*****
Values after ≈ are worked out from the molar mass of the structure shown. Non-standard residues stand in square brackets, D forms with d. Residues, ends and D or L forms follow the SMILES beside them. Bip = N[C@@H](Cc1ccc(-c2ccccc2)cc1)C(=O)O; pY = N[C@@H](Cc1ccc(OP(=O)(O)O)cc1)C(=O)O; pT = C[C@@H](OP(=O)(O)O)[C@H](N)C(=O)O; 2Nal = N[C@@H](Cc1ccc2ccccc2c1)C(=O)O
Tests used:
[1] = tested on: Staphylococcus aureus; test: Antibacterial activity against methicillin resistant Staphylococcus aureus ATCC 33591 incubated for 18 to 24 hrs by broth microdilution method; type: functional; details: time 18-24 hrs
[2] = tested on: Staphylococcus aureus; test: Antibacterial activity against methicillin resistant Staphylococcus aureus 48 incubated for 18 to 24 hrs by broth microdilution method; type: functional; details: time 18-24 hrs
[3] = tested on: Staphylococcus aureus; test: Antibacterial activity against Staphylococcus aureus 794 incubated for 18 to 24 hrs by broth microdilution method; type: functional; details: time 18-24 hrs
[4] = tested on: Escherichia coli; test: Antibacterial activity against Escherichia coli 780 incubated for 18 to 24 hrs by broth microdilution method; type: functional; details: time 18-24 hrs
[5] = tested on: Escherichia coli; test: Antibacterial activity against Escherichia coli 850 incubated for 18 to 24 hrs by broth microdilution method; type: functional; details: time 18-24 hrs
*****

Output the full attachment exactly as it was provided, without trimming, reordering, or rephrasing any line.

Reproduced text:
Values after ≈ are worked out from the molar mass of the structure shown. Non-standard residues stand in square brackets, D forms with d. Residues, ends and D or L forms follow the SMILES beside them. Bip = N[C@@H](Cc1ccc(-c2ccccc2)cc1)C(=O)O; pY = N[C@@H](Cc1ccc(OP(=O)(O)O)cc1)C(=O)O; pT = C[C@@H](OP(=O)(O)O)[C@H](N)C(=O)O; 2Nal = N[C@@H](Cc1ccc2ccccc2c1)C(=O)O
Tests used:
[1] = tested on: Staphylococcus aureus; test: Antibacterial activity against methicillin resistant Staphylococcus aureus ATCC 33591 incubated for 18 to 24 hrs by broth microdilution method; type: functional; details: time 18-24 hrs
[2] = tested on: Staphylococcus aureus; test: Antibacterial activity against methicillin resistant Staphylococcus aureus 48 incubated for 18 to 24 hrs by broth microdilution method; type: functional; details: time 18-24 hrs
[3] = tested on: Staphylococcus aureus; test: Antibacterial activity against Staphylococcus aureus 794 incubated for 18 to 24 hrs by broth microdilution method; type: functional; details: time 18-24 hrs
[4] = tested on: Escherichia coli; test: Antibacterial activity against Escherichia coli 780 incubated for 18 to 24 hrs by broth microdilution method; type: functional; details: time 18-24 hrs
[5] = tested on: Escherichia coli; test: Antibacterial activity against Escherichia coli 850 incubated for 18 to 24 hrs by broth microdilution method; type: functional; details: time 18-24 hrs